- Enterprise Automation tools can allow companies to automate specific tax computations by using a centralized platform which can be stood up using a cloud computing architecture or on premises, the former getting gaining more prominence. These solutions are often less costly than traditional tax software(s). For example, automation platforms for taxable income computations can include automated consumption and storage of the trial balance structure(s), automated tax adjustments and/or uploads of manual/hybrid adjustment data, audit-ready tax workpapers and dashboards for ease in review and management reporting.
- Self-Service tools that address automation and analytics are providing users more control over running automated computations or processes. As tax functions continue to add competencies in data analysis, the opportunity to incorporate self-service tools is also increasing.
- Artificial Intelligence (AI)/Machine Learning technologies help companies to learn and gain insight from their tax data, which can lead to better business intelligence for the purpose of preparing reports and dashboards as well as identifying trends in collected data.
Dashboards and Visualization
Data visualization is often the last key milestone when determining how to turn large amounts of data into information and provide actionable insights back to the business. Visualization tools allow tax teams the ability to produce self-service analytics and create additional efficiencies without relying upon a business analyst to decipher the data, translate it and then provide relevant insights. Once data has been properly placed into a dashboard, users can extract key insights without additional assistance or intervention. For example, companies can customize dashboards to identify exceptions to source data, provide comparability to prior cycles, predict future trends based upon historical results or generate executive level summaries. Tax teams that overlay visualization tools on top of a robust tax data warehouse often have a greater ability to maximize the benefits of the resulting analytics.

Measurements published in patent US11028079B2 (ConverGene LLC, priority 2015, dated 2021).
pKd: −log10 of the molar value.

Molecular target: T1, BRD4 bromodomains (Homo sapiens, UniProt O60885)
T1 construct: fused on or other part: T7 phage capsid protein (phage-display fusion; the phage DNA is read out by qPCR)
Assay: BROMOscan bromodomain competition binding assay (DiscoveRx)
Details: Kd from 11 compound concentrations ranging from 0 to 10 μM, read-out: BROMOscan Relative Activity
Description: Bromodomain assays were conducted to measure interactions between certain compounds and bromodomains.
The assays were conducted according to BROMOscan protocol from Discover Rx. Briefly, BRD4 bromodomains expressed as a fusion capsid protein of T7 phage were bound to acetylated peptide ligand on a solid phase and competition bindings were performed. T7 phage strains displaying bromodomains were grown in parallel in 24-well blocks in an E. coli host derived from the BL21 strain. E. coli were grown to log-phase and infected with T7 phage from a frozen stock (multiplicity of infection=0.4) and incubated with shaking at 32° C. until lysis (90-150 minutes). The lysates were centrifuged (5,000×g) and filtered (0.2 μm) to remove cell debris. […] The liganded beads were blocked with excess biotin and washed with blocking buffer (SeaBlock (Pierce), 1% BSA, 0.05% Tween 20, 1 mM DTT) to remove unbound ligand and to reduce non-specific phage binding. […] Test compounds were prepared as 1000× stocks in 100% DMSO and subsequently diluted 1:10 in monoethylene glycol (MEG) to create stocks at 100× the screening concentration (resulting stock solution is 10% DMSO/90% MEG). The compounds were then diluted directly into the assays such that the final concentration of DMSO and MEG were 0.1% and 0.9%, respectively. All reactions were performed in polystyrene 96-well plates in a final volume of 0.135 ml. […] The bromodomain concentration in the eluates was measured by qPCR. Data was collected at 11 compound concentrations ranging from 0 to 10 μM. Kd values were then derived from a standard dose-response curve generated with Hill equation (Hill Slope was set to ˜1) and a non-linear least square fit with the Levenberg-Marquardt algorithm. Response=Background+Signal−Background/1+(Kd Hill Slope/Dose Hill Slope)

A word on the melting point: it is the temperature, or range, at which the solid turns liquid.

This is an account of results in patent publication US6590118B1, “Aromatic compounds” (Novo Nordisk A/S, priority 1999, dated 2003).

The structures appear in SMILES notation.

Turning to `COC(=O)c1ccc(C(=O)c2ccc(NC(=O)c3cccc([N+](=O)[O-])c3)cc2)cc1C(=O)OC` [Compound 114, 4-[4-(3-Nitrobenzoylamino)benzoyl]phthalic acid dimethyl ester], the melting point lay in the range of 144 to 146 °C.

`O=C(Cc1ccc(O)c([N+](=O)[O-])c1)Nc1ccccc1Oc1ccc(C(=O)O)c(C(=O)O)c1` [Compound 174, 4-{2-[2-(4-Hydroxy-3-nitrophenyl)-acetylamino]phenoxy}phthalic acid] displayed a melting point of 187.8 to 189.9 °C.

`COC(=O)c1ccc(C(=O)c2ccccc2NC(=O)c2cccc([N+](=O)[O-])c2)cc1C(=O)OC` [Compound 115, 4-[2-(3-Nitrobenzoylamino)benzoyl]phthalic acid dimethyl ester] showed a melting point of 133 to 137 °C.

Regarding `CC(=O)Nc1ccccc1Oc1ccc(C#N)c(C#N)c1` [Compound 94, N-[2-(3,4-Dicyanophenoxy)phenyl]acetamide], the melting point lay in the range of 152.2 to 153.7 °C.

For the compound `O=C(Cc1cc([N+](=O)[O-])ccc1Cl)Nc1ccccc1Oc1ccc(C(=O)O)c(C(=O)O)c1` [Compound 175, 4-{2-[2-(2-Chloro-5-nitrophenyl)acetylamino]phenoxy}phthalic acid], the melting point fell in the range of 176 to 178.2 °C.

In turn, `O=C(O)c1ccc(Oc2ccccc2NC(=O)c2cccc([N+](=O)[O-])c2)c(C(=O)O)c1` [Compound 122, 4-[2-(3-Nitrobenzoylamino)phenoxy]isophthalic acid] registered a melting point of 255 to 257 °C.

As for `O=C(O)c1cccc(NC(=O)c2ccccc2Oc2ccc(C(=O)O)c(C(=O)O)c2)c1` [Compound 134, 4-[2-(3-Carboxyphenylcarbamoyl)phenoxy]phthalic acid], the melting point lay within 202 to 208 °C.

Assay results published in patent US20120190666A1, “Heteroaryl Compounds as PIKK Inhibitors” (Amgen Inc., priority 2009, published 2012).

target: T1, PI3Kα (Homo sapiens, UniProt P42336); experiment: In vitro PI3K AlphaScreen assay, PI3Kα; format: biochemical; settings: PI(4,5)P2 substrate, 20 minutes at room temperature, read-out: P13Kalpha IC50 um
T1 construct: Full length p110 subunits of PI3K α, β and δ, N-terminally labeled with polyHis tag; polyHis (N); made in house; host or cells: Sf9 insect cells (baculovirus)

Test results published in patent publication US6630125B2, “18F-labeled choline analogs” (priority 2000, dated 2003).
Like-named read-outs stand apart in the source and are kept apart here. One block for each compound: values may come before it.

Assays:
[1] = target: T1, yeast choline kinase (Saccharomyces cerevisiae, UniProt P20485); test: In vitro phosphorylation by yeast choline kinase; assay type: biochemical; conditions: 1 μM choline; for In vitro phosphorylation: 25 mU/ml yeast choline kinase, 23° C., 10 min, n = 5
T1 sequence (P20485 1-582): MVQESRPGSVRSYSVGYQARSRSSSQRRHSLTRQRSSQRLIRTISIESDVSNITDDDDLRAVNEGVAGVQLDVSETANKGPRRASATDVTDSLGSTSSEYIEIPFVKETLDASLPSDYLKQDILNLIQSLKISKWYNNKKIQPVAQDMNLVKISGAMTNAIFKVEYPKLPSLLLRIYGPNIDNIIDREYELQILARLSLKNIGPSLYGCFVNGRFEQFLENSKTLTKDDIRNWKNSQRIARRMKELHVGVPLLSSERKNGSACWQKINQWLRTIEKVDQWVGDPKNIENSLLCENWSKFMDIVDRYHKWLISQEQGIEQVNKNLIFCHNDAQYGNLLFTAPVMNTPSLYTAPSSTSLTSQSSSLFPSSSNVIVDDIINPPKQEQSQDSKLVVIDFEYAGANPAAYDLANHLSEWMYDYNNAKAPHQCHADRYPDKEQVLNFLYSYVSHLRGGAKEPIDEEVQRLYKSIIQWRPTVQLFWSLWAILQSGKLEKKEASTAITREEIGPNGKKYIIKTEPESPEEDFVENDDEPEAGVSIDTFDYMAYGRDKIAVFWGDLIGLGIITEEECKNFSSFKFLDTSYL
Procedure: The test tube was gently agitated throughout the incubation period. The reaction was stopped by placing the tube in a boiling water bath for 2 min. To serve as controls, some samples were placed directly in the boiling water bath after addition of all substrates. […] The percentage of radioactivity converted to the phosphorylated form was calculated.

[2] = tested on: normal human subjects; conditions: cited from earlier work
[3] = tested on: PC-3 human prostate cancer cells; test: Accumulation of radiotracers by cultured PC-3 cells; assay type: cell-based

Benefits of Technology and Innovation
One of the more significant benefits to utilizing technology enablers for tax innovation and efficiency is the reduced time spent on manual reporting – which provides increased time made available for strategic tax analysis. The opportunity to streamline and automate tax department activities can also eliminate duplicative and repetitive process steps and reduce reporting risk due to human errors, therefore reducing costs for audit defense. Data becomes more accessible to source multiple tax workflows, and the resulting analytics can be used to identify and fuel future tax savings. Finally, many tax teams have considered technology and innovation as a way to reduce consulting fees by bringing data manipulations in-house without a significant increase in team work hours.
How DHG Can Help
DHG’s tax transformation practice is skilled at streamlining efficiencies within departmental processes and has a suite of automated solutions designed to help companies embrace and adopt automation and analytics into their tax practice. With proper planning and implementation, as well as the best combination of technology enablers, DHG can help companies improve how they collect, store, automate and analyze data to build better business intelligence and transform their tax department to be more proactive and increase the value that the tax function provides to the business. For more information about how technology and innovation can improve your company’s tax department, reach out to us at email@example.com.